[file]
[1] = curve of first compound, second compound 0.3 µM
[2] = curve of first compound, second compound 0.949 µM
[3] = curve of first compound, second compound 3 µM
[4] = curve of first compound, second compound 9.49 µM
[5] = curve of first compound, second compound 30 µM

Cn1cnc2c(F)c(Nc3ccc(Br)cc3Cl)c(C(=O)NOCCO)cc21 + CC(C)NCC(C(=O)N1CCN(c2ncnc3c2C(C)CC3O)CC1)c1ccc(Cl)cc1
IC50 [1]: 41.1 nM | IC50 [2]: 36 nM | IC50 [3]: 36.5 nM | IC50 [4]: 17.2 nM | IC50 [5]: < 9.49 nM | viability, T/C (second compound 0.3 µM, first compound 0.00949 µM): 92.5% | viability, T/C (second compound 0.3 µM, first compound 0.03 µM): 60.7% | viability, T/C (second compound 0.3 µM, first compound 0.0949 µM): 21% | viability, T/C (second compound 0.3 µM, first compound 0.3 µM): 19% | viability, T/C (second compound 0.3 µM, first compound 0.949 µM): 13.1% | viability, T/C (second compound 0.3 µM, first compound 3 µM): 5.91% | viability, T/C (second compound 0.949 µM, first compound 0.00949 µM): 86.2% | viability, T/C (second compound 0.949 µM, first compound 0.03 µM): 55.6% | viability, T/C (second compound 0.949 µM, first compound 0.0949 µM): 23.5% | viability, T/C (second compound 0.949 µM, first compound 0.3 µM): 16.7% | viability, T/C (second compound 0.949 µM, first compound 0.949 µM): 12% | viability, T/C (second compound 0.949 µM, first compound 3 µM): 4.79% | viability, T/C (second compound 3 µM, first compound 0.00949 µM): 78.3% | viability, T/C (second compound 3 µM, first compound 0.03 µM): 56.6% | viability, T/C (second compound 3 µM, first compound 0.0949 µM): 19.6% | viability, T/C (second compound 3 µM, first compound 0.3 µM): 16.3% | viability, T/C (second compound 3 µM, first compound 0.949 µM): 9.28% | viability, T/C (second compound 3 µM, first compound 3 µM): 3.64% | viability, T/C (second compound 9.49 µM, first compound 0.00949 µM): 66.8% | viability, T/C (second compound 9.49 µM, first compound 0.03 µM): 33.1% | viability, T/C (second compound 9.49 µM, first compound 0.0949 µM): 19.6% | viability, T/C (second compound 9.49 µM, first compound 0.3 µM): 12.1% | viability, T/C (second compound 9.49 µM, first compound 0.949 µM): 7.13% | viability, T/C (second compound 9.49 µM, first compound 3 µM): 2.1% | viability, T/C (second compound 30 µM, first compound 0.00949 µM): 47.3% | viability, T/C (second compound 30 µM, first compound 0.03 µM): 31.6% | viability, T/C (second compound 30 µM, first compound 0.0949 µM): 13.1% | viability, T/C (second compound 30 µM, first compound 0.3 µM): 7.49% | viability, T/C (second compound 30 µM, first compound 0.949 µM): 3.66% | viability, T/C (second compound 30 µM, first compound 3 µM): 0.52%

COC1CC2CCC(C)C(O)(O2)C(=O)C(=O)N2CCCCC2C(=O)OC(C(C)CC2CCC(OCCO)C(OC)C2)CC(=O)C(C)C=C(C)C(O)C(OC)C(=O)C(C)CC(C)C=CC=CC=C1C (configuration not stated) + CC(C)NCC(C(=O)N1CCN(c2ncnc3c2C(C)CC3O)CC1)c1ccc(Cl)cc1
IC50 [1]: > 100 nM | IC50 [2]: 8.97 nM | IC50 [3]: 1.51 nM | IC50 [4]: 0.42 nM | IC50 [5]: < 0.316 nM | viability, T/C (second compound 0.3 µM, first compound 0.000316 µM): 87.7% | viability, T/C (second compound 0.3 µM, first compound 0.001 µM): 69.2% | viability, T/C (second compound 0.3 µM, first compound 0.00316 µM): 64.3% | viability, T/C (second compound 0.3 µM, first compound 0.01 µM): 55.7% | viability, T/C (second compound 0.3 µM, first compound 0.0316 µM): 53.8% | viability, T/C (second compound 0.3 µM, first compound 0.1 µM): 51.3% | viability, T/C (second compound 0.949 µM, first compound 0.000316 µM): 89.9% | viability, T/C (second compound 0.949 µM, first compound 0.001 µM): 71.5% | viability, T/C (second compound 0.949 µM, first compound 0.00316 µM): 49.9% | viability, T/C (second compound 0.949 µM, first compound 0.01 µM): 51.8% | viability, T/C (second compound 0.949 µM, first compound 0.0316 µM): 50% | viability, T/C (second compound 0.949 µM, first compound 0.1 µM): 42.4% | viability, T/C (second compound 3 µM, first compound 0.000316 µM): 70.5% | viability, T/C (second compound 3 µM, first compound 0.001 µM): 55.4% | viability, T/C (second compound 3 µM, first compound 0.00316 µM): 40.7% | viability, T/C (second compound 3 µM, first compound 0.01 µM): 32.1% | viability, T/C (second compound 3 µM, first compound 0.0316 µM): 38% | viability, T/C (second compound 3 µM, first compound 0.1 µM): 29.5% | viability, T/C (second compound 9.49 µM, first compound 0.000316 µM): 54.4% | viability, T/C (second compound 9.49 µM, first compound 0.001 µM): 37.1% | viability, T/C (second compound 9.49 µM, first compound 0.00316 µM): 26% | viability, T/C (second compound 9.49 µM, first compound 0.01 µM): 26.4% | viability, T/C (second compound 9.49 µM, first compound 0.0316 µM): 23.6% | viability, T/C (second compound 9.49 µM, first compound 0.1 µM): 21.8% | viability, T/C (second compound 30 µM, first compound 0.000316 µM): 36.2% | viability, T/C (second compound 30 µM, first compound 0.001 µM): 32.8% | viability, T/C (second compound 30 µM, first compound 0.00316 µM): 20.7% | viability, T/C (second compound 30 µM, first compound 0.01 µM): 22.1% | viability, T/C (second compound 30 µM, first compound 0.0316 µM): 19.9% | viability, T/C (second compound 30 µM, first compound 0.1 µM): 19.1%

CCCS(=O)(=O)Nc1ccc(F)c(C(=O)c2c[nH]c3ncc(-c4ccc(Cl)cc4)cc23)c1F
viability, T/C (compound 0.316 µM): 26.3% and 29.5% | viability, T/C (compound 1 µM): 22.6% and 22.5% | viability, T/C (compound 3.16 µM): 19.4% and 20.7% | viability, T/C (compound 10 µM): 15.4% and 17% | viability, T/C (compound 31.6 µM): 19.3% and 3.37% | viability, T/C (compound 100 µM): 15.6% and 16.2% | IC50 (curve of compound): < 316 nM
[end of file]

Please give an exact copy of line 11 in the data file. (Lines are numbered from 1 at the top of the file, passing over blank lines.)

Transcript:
viability, T/C (compound 0.316 µM): 26.3% and 29.5% | viability, T/C (compound 1 µM): 22.6% and 22.5% | viability, T/C (compound 3.16 µM): 19.4% and 20.7% | viability, T/C (compound 10 µM): 15.4% and 17% | viability, T/C (compound 31.6 µM): 19.3% and 3.37% | viability, T/C (compound 100 µM): 15.6% and 16.2% | IC50 (curve of compound): < 316 nM